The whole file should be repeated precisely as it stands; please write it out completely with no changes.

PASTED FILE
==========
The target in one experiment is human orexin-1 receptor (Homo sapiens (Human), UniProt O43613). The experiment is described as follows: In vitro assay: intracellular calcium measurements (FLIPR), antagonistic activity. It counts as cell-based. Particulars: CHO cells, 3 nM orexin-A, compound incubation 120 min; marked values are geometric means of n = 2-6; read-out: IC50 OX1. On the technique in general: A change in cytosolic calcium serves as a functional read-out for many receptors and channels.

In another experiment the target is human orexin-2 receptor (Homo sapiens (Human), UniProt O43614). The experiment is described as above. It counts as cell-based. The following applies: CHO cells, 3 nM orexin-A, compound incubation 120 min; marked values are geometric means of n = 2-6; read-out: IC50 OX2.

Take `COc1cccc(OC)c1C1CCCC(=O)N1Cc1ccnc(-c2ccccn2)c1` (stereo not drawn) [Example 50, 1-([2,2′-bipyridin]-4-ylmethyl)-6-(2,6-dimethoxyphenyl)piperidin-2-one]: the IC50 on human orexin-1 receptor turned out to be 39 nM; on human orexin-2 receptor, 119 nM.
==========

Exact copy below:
The target in one experiment is human orexin-1 receptor (Homo sapiens (Human), UniProt O43613). The experiment is described as follows: In vitro assay: intracellular calcium measurements (FLIPR), antagonistic activity. It counts as cell-based. Particulars: CHO cells, 3 nM orexin-A, compound incubation 120 min; marked values are geometric means of n = 2-6; read-out: IC50 OX1. On the technique in general: A change in cytosolic calcium serves as a functional read-out for many receptors and channels.

In another experiment the target is human orexin-2 receptor (Homo sapiens (Human), UniProt O43614). The experiment is described as above. It counts as cell-based. The following applies: CHO cells, 3 nM orexin-A, compound incubation 120 min; marked values are geometric means of n = 2-6; read-out: IC50 OX2.

Take `COc1cccc(OC)c1C1CCCC(=O)N1Cc1ccnc(-c2ccccn2)c1` (stereo not drawn) [Example 50, 1-([2,2′-bipyridin]-4-ylmethyl)-6-(2,6-dimethoxyphenyl)piperidin-2-one]: the IC50 on human orexin-1 receptor turned out to be 39 nM; on human orexin-2 receptor, 119 nM.